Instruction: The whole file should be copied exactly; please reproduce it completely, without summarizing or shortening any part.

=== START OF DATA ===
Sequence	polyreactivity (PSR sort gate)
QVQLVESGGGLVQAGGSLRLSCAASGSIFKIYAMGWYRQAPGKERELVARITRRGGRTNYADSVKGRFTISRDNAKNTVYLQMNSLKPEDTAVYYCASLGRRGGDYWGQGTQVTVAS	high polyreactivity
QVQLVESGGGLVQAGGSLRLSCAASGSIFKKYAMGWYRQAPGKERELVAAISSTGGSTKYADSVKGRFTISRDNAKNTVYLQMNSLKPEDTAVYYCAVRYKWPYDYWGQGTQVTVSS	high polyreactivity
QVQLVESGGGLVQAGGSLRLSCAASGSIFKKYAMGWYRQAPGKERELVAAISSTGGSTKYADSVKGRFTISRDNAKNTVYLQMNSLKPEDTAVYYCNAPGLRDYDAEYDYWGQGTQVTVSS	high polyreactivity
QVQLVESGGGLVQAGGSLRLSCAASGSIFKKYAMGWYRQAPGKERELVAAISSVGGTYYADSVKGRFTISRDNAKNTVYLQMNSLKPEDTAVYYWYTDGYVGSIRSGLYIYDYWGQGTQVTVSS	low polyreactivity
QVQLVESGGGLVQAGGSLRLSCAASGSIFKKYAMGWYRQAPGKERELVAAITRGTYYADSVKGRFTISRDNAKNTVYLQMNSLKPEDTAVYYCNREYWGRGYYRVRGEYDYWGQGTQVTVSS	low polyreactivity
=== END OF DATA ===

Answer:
Sequence	polyreactivity (PSR sort gate)
QVQLVESGGGLVQAGGSLRLSCAASGSIFKIYAMGWYRQAPGKERELVARITRRGGRTNYADSVKGRFTISRDNAKNTVYLQMNSLKPEDTAVYYCASLGRRGGDYWGQGTQVTVAS	high polyreactivity
QVQLVESGGGLVQAGGSLRLSCAASGSIFKKYAMGWYRQAPGKERELVAAISSTGGSTKYADSVKGRFTISRDNAKNTVYLQMNSLKPEDTAVYYCAVRYKWPYDYWGQGTQVTVSS	high polyreactivity
QVQLVESGGGLVQAGGSLRLSCAASGSIFKKYAMGWYRQAPGKERELVAAISSTGGSTKYADSVKGRFTISRDNAKNTVYLQMNSLKPEDTAVYYCNAPGLRDYDAEYDYWGQGTQVTVSS	high polyreactivity
QVQLVESGGGLVQAGGSLRLSCAASGSIFKKYAMGWYRQAPGKERELVAAISSVGGTYYADSVKGRFTISRDNAKNTVYLQMNSLKPEDTAVYYWYTDGYVGSIRSGLYIYDYWGQGTQVTVSS	low polyreactivity
QVQLVESGGGLVQAGGSLRLSCAASGSIFKKYAMGWYRQAPGKERELVAAITRGTYYADSVKGRFTISRDNAKNTVYLQMNSLKPEDTAVYYCNREYWGRGYYRVRGEYDYWGQGTQVTVSS	low polyreactivity